She hadn’t been home in three days. The first few days had been so out of control, she’d had to make do with cat naps in the on-call room. She’d been planning on going home tonight, but they’d just gotten a big influx of Domer patients from a city somewhere to the south. Its name escaped her now. There’d been a riot. Something about infectious diseases and mutants. A group of protestors had threatened to blow up the hospital. Finally, the hospital director had given in and called Wytheville.
She arrived at the source of the commotion. There was a small, shriveled man with that sickly white Domer skin and huge amber eyes. He was curled in a ball in the corner of the hallway sobbing, occasionally lifting his head to look around in confusion. Probably had dementia. There’d been a few like that so far.
“They killed them all!” He was rocking and wailing. His lips pulled back to reveal nearly toothless gums.
Hilda, one of the younger nurses, was trying to edge up to him. “Sir, Mr. Wilkins, let me get you back to your room.”
“They wasn’t s’posed to come so fast. Taxes wasn’t even due for a month. Ain’t our fault the soil got bad,” he was blubbering and sobbing. “Ellie, forgive me.” Monique struggled to understand his rolling accent. Taxes?
Hilda tried to get the man to his feet. He let out a long wail and pushed her back. Monique squinted. His arms and neck were covered in long lines of raised, red welts. Was that why he was here? What was that, a rash? She leaned over to Raquel, who was standing next to her. “Why’s he here? Sun damage?”
Raquel shook her head. “No. They found him wandering out in the middle of nowhere covered in those welts. He won’t say much of anything, except something about taxes and everyone dying. When we asked him about the welts, he kept saying something about the children the foxes stole.”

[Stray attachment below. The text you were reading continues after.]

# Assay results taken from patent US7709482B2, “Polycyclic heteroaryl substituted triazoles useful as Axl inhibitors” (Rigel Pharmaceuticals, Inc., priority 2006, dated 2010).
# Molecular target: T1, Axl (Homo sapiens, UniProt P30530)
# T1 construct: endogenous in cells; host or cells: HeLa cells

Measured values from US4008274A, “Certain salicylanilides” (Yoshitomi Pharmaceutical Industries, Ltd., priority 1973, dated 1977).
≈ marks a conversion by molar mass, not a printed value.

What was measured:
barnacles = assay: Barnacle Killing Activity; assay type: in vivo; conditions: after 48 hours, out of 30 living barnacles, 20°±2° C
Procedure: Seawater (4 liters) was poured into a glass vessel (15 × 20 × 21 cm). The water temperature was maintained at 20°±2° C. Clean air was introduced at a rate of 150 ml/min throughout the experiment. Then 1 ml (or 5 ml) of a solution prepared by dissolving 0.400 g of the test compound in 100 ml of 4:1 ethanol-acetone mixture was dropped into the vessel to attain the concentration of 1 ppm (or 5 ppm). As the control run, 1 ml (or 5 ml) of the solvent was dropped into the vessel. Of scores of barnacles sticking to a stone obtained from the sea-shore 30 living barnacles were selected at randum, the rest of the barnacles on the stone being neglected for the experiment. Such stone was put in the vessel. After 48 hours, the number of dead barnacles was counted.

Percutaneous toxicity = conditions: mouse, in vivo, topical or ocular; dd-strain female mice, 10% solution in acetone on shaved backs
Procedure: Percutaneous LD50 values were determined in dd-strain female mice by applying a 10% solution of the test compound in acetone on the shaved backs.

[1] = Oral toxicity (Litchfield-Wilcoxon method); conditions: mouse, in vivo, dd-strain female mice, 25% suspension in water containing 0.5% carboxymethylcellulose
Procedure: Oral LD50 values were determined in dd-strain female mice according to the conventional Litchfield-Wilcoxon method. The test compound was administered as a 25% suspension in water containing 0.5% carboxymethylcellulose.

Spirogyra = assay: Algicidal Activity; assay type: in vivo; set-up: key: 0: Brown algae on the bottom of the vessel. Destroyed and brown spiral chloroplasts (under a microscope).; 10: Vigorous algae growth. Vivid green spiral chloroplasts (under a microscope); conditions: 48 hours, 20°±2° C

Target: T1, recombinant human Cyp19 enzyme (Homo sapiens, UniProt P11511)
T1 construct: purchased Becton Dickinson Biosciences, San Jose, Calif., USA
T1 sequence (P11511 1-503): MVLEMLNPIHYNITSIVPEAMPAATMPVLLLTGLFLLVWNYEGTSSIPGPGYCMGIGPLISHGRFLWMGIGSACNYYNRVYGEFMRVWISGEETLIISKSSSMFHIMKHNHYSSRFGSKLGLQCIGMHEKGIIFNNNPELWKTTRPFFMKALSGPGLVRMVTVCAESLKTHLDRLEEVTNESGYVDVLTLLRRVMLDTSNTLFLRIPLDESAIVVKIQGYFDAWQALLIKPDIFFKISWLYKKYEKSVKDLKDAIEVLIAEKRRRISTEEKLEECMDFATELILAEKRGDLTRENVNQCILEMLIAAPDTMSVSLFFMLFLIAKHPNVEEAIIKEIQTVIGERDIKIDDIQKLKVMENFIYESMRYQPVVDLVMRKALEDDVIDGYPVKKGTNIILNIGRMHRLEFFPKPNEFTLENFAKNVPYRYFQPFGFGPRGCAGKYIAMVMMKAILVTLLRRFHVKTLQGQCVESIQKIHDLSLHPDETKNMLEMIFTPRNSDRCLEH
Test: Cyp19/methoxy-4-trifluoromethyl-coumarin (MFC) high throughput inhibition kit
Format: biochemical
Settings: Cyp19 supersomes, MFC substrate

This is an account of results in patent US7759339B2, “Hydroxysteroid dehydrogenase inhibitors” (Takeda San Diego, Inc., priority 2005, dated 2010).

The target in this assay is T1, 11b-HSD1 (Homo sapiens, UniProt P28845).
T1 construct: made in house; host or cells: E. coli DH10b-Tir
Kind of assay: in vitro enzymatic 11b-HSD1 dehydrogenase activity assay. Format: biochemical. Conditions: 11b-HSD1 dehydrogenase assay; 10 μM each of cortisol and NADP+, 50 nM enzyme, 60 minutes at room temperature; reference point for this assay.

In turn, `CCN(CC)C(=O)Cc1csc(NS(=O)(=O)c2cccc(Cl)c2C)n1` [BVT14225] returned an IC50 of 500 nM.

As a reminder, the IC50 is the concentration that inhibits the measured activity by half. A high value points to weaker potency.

Monique shivered. She moved forward and gently but forcefully grasped one of the man’s wrists and motioned for Hilda to do the same. They pulled him to his feet. He kept mumbling and slobbering as they pulled him down the hall. They whispered words of comfort. Once they were at his room, Monique left Hilda and Raquel to deal with getting the man back into his bed.
The children the foxes stole? An anxious gnawing started in her stomach. Maybe all these protestors were right. Who even knew what was in that Dome? Monique slipped into the women’s changing room. She just needed a second away from the chaos. She pulled her phone out of her pocket to call her mother.
“Hey, Mom. No, it’s fine. How’s Lila doing?” Her daughter’s daycare owner had fled the city to stay with her parents in the countryside, leaving Monique without childcare for the foreseeable future. Thank goodness her mom was around to help out.
“Yeah, let me talk to her.” Lila’s voice came over the phone. She gave Monique a simple recount of what she had done with her grandmother. “Did you draw Mommy a picture?” Monique asked.
“No? Well, Mommy really wants to see you. Could you draw me something and have Grandma take a picture of it?” Another simple, matter of fact response.
“Thanks, Lila-bug. I’ll see you tomorrow night. Can you give Grandma the phone again?”
Her mom came back on, laughing. Lila had apparently just informed her that she was on a mission to ‘draw Mommy a picture.’
“Hey, Mom, would you be okay watching Marcus, too? Just for a couple of days. I don’t think I want him at school the way it is right now.”
Her mom chastised her for being a worry wart and then agreed. Monique thanked her, promised to be back tomorrow night, and quickly dialed up Marcus’ school. As she hung up, she realized her heart was pounding out of control. She sat on a bench between the lockers, waiting for it to stop.
She’d spent her whole life living within twenty miles of that Dome. In one way or another, it had impacted almost every facet of her life. Her great-great grandfather’s family had been taken by the Dome. That man out in the hallway could conceivably be related to her. Her mother’s family had almost all died from the famine that swept through the country after it went up. Her father had worked at one of the dozen Chinese factories that had taken over much of Virginia after the famine. He was always talking about how great America would have been if only there was no Dome. Well, it was gone now. The question was, was life going to get better? The old man’s welt covered arms leapt back in front of her eyes, and she shuddered.